Horace Pippin (American, 1888–1946), John Brown Going to His Hanging, 1942. Oil on canvas, 24 1/8 x 30 1/4 in. Photo: Pennsylvania Academy of the Fine Arts: John Lambert Fund Photograph courtesy of the Pennsylvania Academy of the Fine Arts.
This Fall Woodmere Art Museum presents We Speak: Black Artists in Philadelphia, 1920s – 1970s. The exhibition features over 70 paintings, photographs, sculptures, and prints produces by black artists living and working in Philadelphia during the roughly 50 year period. We Speak examines a series of relationships in the arts, while considering how artists supported each other and mentored subsequent generations. The exhibition opened on September 26 and runs through January 24.
The exhibition was organized with direct input from artists and their family members, museum professionals, collectors, gallery owners, and scholars in the form of fourteen oral histories, which are transcribed in the exhibition's catalogue. The oral histories represent a process of discovery that shaped the checklist and thematic structure of the exhibition.
We Speak also explores how different institutions and organizations in Philadelphia either provided a platform for black artists to advance their careers, or fell short of doing so. Among the many Philadelphia institutions that are part of the history presented include: the Graphic Arts Workshop of the Works Progress Administration; the Barnes Foundation; the Pyramid Club; the Philadelphia Public Schools; the Wharton Center and other settlement houses, the Ile-Ife Black Humanitarian Center; the National Conference of Artists; the Brandywine Workshop; the Afro-American Historical and Cultural Museum, as well as Philadelphia’s academies, museums, universities, galleries, and artist groups.
William Valerio, Director of Woodmere Art Museum, said, “Woodmere is the only museum able to bring to life an exhibition such as We Speak because our mission is to tell the stories of the art and artists of Philadelphia. By taking a closer look at our collection, we discovered some thought-provoking connections between artist's inspirations and ideas. We wanted to undertake the oral histories to learn more about the relationships and social contexts they shared. The artists included in the exhibition addressed matters of race and equality in many different ways, both implicitly and explicitly.”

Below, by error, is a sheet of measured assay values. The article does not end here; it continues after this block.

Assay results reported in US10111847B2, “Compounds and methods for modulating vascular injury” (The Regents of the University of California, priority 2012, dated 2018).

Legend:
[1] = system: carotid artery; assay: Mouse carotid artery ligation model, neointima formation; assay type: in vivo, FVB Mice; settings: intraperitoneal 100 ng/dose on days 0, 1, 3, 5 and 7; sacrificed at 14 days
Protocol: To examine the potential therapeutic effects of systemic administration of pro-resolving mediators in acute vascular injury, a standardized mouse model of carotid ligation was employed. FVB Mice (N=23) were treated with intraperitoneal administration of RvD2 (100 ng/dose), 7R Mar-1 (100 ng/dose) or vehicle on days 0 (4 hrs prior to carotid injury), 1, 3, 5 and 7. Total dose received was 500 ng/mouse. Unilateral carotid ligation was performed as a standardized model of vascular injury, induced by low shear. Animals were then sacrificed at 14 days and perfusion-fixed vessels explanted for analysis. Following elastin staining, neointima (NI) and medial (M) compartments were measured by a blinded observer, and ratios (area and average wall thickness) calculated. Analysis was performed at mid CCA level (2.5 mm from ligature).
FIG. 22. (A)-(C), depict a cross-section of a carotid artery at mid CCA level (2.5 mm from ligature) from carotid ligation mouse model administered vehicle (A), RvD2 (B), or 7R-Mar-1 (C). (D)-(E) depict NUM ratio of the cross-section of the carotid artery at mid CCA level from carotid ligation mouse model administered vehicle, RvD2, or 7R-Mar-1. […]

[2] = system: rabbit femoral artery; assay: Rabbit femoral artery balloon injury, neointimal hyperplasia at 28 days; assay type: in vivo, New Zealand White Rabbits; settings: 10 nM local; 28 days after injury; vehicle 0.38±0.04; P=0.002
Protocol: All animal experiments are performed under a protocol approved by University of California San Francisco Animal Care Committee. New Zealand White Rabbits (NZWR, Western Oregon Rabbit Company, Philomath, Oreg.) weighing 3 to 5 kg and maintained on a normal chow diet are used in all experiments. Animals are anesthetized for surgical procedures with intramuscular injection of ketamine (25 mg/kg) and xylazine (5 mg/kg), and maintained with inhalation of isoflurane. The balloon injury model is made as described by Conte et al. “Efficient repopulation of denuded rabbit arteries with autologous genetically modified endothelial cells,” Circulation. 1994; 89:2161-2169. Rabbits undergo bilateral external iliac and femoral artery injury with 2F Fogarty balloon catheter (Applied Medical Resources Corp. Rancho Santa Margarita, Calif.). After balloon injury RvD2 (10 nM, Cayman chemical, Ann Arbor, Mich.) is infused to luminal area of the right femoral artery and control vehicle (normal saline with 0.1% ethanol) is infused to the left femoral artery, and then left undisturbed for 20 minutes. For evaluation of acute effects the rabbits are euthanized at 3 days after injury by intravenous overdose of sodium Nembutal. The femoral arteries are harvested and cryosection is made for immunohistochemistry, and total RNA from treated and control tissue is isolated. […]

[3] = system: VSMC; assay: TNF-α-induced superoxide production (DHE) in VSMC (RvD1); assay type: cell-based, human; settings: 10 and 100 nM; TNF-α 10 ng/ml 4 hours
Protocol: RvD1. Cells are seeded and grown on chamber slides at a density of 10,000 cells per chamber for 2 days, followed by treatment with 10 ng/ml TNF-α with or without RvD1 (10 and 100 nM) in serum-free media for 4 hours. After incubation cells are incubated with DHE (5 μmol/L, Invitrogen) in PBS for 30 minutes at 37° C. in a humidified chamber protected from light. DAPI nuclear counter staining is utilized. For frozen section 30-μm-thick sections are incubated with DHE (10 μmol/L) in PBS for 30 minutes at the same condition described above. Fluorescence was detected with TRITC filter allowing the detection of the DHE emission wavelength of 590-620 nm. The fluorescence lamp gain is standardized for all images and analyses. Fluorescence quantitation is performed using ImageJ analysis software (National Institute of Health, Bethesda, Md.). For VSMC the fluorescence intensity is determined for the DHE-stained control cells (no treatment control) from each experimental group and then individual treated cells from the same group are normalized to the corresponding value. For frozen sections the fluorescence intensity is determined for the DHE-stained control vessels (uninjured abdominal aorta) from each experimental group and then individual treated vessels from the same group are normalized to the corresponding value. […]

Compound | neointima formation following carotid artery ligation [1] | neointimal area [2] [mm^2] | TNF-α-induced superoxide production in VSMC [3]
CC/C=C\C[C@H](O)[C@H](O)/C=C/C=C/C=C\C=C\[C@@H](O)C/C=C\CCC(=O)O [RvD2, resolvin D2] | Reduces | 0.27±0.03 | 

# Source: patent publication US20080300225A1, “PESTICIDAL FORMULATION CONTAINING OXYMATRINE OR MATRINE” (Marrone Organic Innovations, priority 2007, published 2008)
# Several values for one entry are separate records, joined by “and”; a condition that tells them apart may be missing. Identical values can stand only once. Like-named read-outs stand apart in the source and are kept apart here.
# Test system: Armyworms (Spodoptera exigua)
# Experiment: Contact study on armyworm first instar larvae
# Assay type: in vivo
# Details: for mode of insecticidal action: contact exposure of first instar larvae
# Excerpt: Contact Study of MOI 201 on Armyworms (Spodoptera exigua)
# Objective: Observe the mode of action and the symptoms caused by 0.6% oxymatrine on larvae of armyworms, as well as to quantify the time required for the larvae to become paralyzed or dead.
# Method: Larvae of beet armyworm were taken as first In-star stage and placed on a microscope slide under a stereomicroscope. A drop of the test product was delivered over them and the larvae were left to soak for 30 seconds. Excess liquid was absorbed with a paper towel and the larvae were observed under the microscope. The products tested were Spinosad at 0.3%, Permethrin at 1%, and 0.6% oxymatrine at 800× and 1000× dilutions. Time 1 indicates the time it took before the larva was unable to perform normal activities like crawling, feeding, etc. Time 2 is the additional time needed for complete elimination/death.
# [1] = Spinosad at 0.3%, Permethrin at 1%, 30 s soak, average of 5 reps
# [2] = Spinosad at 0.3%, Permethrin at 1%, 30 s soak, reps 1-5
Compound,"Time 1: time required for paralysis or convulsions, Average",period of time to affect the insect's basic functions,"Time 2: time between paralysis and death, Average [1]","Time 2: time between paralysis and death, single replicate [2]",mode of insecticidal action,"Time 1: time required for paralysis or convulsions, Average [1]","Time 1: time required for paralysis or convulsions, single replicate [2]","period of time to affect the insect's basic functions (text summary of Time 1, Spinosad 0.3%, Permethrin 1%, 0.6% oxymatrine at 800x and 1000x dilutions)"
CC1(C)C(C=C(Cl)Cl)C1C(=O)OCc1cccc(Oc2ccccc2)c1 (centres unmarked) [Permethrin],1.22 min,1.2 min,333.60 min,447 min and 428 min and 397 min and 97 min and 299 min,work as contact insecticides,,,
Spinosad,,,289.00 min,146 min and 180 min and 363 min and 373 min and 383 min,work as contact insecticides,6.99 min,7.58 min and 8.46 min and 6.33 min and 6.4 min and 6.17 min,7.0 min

The curatorial time frame of We Speak begins in the 1920s with Philadelphian Alain Locke's publication of “The Legacy of the Ancestral Arts,” (1925) which was a seminal text in the New Negro Arts Movement, issuing a call to black artists to find inspiration in their African heritage. In the 1970s, questions of identity and culture were reframed by the social politics of the post-Civil Right era and the black power movement. The nationwide bicentennial celebration also brought to the surface questions about progress toward freedom and equality.
Rachel McCay, Assistant Curator at Woodmere, organized the exhibition jointly with Susanna Gold, Guest Curator. McCay said, “The exhibition explores the many ongoing conversations in the arts that were resonant to black artists in Philadelphia during the time period, including questions of identity and gender, academic tradition, relationships within the urban fabric, exploration of abstraction, and the influence of African culture.”
Among those featured artists are: Laura Wheeler Waring (1887-‐1948); Allen R. Freelon, Sr. (1895-‐1960); Dox Thrash (1892-‐1965); Selma Burke (1900-‐1995); Paul F. Keene, Jr. (1920-‐2009); Charles Searles (1937-‐2004); Ellen Powell Tiberino (1938-‐1992); Barbara Bullock (b. 1938); Moe Brooker (b. 1940); Donald E. Camp (b. 1940); Barkley L. Hendricks (b. 1945); Richard J. Watson (b. 1946); Allan L. Edmunds (b. 1949), and many more.
Woodmere Art Museum - We Speak: Black Artists in Philadelphia, 1920s-1970s - 26.09.2015 - 24.01.2016